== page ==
I mark all the queens I produce; I do it as soon as I confirm that they are laying. That way I can tell by looking at them if they've begun laying yet, or not. I've rarely discovered one of these laying queens to be a drone layer, but that isn't always simple to do, until of course, the new queens brood is old enough to be capped.
 

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You mark any other queens in that tube prior? Sometimes they get balled after marking, it happens and it's one of the reasons I don't understand why people feel so compelled to mark their queens.
I like marked Queens for 2 reasons:
(1) it helps me locate them
(2)it helps know if a Queen is replaced as then she is not marked

Not many of my Queens are marked as they came unmarked. I have just learned how to find the Queen so I have now marked a few. From this thread perhaps I should be going back to see if they were killed but I don't like going into the hives a lot as I think it disturbs the bees.
 

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Discussion Starter #7
I marked 3 package Queens yesterday and the Queen from my strongest hive today. Did not use smoke. I hope they survive:(
Good luck with your Queen. Have you ever had this happen before?
I have marked before but not many times and am still learning. This seems to be the problem colony with it and I was hesitant fearing it might cause a queen loss. That is why I deliberately waited to see drones to know a replacement could be made. I don't know if smoking would have helped, I have read it helps mask the paint smell but the smoke really seemed to aggravate them. They started fanning and flying en mass.

If yours didn't react at the time then I would think they are fine.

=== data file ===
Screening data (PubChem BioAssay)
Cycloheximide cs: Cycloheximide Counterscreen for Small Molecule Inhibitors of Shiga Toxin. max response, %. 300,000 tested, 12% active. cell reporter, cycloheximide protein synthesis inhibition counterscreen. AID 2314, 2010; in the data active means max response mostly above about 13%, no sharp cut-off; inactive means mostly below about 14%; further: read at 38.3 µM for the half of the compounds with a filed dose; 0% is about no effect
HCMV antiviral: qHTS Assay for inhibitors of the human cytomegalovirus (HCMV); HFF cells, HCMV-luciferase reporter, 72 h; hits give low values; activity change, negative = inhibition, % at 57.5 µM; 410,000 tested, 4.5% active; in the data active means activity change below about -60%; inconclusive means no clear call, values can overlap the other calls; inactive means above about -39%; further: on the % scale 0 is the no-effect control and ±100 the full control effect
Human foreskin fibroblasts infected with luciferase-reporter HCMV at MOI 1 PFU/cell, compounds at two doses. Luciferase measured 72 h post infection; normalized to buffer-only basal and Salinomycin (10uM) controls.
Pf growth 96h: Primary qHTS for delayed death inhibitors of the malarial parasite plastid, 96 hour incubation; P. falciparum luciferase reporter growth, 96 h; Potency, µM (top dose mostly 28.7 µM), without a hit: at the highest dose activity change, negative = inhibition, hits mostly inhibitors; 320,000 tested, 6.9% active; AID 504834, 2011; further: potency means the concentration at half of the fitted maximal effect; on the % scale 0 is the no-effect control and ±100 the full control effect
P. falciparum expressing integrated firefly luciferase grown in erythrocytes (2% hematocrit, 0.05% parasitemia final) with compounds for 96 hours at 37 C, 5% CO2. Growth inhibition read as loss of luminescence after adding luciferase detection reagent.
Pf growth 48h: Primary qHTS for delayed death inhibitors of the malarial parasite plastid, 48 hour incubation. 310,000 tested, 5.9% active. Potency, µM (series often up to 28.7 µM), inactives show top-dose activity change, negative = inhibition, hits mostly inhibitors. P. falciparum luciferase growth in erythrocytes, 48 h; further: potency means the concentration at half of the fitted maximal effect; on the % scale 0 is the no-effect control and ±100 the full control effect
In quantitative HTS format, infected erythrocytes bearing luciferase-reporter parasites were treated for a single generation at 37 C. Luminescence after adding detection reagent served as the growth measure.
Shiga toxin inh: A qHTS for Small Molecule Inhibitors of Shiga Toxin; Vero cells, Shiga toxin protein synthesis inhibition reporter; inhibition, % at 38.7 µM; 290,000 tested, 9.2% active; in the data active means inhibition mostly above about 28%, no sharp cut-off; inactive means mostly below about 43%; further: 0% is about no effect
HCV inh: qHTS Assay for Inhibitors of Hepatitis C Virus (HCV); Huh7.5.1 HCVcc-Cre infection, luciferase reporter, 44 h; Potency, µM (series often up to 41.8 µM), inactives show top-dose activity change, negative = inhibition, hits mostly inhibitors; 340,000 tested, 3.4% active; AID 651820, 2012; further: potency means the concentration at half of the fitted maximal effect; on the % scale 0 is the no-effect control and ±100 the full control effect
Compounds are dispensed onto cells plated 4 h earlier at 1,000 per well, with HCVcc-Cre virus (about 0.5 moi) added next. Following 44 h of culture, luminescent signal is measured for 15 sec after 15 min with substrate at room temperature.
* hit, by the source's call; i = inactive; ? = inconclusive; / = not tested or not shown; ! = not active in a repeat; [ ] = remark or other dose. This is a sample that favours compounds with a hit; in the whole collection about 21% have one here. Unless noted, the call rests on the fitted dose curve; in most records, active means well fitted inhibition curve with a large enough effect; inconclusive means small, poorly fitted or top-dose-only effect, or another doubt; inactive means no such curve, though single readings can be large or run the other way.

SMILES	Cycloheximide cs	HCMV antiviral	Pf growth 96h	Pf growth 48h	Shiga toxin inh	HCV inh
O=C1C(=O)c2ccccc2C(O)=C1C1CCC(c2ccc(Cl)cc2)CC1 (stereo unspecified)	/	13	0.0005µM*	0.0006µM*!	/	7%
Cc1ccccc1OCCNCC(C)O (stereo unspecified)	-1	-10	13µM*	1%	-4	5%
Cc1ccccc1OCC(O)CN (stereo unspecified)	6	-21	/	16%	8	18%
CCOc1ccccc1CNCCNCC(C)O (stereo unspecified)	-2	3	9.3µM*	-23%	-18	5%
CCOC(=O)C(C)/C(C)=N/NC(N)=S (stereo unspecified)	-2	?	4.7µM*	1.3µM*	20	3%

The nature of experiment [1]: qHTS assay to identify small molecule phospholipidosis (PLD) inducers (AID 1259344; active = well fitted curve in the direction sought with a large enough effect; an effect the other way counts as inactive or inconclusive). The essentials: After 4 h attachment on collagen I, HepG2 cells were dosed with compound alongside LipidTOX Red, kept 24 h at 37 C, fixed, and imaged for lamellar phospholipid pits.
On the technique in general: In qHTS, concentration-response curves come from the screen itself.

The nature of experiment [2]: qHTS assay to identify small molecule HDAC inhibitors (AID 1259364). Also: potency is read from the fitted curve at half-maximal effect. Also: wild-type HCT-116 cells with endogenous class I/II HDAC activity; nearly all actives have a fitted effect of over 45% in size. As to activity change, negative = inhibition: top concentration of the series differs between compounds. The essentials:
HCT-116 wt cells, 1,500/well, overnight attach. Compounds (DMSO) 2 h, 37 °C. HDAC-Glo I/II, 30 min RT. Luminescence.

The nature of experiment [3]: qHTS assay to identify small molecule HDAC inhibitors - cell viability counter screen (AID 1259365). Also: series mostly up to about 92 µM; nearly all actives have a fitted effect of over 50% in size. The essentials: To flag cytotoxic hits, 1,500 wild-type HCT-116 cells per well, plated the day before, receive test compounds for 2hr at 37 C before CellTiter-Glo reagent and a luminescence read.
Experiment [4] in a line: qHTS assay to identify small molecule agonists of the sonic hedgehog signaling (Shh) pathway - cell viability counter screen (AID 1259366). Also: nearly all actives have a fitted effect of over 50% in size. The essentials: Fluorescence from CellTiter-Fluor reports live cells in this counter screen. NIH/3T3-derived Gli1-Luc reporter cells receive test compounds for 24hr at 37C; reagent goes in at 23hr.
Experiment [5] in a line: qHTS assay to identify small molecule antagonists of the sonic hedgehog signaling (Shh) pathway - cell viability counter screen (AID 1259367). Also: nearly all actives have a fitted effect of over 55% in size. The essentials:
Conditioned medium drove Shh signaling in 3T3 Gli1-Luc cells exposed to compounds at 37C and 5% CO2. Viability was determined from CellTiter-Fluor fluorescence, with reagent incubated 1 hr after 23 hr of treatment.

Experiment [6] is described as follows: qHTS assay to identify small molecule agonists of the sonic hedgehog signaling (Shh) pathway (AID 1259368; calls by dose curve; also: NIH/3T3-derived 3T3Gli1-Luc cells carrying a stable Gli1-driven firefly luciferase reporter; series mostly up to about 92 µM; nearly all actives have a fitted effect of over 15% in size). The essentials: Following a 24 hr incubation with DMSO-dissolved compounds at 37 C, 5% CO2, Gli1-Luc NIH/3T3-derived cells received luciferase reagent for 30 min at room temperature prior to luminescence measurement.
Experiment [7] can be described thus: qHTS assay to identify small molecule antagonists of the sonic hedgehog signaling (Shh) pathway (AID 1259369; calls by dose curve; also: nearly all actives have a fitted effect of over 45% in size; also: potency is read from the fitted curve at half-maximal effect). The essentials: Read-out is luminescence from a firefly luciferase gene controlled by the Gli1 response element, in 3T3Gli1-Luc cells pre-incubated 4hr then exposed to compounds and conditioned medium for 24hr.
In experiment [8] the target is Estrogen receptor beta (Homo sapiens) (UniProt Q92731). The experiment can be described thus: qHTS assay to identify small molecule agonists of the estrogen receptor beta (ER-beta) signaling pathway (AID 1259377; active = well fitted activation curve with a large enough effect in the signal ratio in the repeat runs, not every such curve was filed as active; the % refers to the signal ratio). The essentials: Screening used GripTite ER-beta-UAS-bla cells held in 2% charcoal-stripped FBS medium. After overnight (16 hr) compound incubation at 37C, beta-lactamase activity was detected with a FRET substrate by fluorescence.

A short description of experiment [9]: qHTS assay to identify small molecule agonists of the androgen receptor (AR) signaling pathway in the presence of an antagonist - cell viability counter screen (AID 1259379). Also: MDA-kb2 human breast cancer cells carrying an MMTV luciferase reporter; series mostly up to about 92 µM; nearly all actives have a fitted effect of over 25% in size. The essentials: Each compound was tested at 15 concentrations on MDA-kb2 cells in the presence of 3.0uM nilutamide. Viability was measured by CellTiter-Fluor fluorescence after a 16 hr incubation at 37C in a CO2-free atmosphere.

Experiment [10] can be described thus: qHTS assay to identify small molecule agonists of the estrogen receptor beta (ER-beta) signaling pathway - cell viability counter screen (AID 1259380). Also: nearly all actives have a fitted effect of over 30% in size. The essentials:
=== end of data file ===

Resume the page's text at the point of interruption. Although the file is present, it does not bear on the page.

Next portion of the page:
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Discussion Starter #8
I had been using a marking tube -- every so often that would happen with queens that I had marked.

I've since stopped using the marking tube and have been marking the way I used to mark them, by catching them by the wings with my right thumb and forefinger, then putting them against my left thumb, so I can gently but firmly grasp them by their legs, then I take my POSCA marking pen, bright green for 2014, and make a small mark on their thorax. Then I softly blow on the spot until I can gently touch it with my right pinkie and not have any transfer - then I know it is dry enough. I've marked a few dozen this year, with the same pen, and haven't had an issue, yet.
I have read about that method and can see the advantage but it would take a lot more talent and practice than I have right now. I wear gloves inspecting, I can't see how I would have enough dexterity with my leather gloves to not injure the queen. I guess this summer I should start practicing with drones. Is the POSCA pen enamel?
 

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If one lets workers from the hive go in the marking tube before placing the Queen does it lower the risk of balling?
 

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If one lets workers from the hive go in the marking tube before placing the Queen does it lower the risk of balling?
Nope, this will cause suffocation since all the workers want to go in to ball the queen at the same time. I had done this before with bad result.
Within minutes the marking tube will be jam packed with bees. The solution is to treat a marked queen like a newly introduced queen to gradually
accumulate the bees to her new scent. I just put the marking tube inside the hive on top of the frames. Let her sit there until the bees lost interest
in her usually in a few hours. Then release her back into the hive when everything settled down.


What do they do to the queen when they ball her? Try to sting and bite her?
Yes, they will bite and try to sting her all over. The end result is to try to suffocate the queen or any foreign bee.
Their legs will tangle with the queen's and all died after killing each other. Bees will not tolerate any foreign invasion so to defend their hive. It is an
ugly battle that no one win.
 

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I've marked 20+ queens a year for the past 6 years in the same marking tube and haven't lost one yet. I use testor's model paint. There are actually a lot of advantages to having marked queens. Especially if you equalize hives in the spring/fall, make nucs, make up cell builders and mating nucs.

I mark the queen and then set the tube somewhere for a minute or two (screwing the paint lid back on, etc.) before I release her back into the hive.